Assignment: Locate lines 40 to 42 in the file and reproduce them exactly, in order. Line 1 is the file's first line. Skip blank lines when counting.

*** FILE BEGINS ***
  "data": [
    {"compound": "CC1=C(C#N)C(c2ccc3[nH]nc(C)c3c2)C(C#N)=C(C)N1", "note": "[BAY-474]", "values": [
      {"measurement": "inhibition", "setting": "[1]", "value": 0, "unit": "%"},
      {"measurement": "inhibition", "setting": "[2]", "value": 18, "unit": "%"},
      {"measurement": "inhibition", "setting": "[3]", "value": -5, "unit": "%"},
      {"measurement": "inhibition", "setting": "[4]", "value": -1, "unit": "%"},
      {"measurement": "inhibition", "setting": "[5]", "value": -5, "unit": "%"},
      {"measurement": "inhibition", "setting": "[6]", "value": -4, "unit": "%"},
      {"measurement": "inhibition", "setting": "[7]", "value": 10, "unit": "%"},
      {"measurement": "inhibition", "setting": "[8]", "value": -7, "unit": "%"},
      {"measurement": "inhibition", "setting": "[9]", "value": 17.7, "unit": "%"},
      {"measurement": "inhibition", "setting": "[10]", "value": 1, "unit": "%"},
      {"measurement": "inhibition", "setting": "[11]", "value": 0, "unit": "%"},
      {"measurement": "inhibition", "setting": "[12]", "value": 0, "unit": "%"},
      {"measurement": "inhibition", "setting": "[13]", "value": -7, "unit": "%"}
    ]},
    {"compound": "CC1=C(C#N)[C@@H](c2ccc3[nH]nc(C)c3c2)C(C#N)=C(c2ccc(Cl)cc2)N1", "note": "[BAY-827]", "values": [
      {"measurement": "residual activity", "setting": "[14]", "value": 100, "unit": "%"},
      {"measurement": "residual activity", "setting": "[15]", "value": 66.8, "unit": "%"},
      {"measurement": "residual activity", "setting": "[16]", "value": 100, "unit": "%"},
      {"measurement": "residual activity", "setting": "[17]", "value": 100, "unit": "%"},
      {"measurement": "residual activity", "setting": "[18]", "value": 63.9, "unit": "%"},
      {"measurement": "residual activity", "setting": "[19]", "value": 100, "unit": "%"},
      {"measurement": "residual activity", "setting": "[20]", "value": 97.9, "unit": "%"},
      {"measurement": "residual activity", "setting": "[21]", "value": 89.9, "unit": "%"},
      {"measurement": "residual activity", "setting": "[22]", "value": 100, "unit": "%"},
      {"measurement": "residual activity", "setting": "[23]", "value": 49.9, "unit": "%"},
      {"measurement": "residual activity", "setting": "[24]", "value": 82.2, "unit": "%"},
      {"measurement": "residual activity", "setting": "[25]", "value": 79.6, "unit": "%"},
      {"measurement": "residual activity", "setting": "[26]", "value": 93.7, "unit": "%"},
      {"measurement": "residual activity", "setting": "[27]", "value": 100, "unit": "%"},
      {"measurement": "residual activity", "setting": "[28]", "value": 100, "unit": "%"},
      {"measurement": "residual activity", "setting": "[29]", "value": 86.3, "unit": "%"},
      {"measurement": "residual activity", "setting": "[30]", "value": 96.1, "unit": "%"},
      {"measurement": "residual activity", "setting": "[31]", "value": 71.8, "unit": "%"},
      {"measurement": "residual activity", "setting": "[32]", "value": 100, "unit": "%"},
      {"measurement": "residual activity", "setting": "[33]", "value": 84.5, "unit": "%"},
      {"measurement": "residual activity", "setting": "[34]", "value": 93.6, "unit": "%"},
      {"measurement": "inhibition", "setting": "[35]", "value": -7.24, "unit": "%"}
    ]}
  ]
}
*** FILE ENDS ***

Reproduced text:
    ]}
  ]
}